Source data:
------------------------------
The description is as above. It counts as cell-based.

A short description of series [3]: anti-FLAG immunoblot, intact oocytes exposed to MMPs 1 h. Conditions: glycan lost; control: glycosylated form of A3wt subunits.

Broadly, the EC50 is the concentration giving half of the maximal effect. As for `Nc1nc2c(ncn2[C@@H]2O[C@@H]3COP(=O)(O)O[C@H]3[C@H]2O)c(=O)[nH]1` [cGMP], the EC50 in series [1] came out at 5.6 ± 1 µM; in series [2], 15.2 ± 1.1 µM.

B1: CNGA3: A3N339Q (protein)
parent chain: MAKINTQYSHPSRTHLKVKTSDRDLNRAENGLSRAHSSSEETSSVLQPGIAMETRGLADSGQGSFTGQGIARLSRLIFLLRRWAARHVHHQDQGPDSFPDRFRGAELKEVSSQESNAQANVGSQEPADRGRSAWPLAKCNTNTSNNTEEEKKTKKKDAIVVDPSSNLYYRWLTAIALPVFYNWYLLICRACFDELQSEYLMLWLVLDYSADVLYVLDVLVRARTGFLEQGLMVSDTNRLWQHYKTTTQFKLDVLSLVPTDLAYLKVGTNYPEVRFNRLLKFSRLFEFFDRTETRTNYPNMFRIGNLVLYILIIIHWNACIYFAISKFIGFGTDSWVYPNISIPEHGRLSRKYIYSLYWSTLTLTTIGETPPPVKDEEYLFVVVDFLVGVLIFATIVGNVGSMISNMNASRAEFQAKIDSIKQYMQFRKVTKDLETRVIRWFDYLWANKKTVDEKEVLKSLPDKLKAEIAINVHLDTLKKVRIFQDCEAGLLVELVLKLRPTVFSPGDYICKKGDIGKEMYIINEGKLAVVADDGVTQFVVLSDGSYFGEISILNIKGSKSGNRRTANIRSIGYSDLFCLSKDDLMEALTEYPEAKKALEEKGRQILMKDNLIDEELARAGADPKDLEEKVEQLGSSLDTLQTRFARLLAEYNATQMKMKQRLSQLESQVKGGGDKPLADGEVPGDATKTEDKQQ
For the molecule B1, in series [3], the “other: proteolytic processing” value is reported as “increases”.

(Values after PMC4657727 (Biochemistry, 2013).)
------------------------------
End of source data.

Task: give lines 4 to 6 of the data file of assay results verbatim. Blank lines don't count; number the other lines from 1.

B1: CNGA3: A3N339Q (protein)
parent chain: MAKINTQYSHPSRTHLKVKTSDRDLNRAENGLSRAHSSSEETSSVLQPGIAMETRGLADSGQGSFTGQGIARLSRLIFLLRRWAARHVHHQDQGPDSFPDRFRGAELKEVSSQESNAQANVGSQEPADRGRSAWPLAKCNTNTSNNTEEEKKTKKKDAIVVDPSSNLYYRWLTAIALPVFYNWYLLICRACFDELQSEYLMLWLVLDYSADVLYVLDVLVRARTGFLEQGLMVSDTNRLWQHYKTTTQFKLDVLSLVPTDLAYLKVGTNYPEVRFNRLLKFSRLFEFFDRTETRTNYPNMFRIGNLVLYILIIIHWNACIYFAISKFIGFGTDSWVYPNISIPEHGRLSRKYIYSLYWSTLTLTTIGETPPPVKDEEYLFVVVDFLVGVLIFATIVGNVGSMISNMNASRAEFQAKIDSIKQYMQFRKVTKDLETRVIRWFDYLWANKKTVDEKEVLKSLPDKLKAEIAINVHLDTLKKVRIFQDCEAGLLVELVLKLRPTVFSPGDYICKKGDIGKEMYIINEGKLAVVADDGVTQFVVLSDGSYFGEISILNIKGSKSGNRRTANIRSIGYSDLFCLSKDDLMEALTEYPEAKKALEEKGRQILMKDNLIDEELARAGADPKDLEEKVEQLGSSLDTLQTRFARLLAEYNATQMKMKQRLSQLESQVKGGGDKPLADGEVPGDATKTEDKQQ
For the molecule B1, in series [3], the “other: proteolytic processing” value is reported as “increases”.